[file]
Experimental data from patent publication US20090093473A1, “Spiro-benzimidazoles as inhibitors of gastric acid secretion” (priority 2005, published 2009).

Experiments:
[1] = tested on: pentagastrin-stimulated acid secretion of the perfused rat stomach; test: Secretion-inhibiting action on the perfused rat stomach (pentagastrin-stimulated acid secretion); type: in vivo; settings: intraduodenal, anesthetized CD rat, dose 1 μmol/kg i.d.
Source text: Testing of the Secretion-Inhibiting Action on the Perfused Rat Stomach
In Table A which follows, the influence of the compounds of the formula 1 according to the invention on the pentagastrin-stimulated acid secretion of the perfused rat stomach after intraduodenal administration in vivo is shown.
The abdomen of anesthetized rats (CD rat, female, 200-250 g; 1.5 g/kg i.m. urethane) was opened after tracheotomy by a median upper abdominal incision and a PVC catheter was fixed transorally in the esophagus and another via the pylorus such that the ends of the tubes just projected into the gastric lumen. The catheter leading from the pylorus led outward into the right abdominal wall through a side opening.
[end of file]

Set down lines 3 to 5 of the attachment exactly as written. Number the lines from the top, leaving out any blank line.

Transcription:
[1] = tested on: pentagastrin-stimulated acid secretion of the perfused rat stomach; test: Secretion-inhibiting action on the perfused rat stomach (pentagastrin-stimulated acid secretion); type: in vivo; settings: intraduodenal, anesthetized CD rat, dose 1 μmol/kg i.d.
Source text: Testing of the Secretion-Inhibiting Action on the Perfused Rat Stomach
In Table A which follows, the influence of the compounds of the formula 1 according to the invention on the pentagastrin-stimulated acid secretion of the perfused rat stomach after intraduodenal administration in vivo is shown.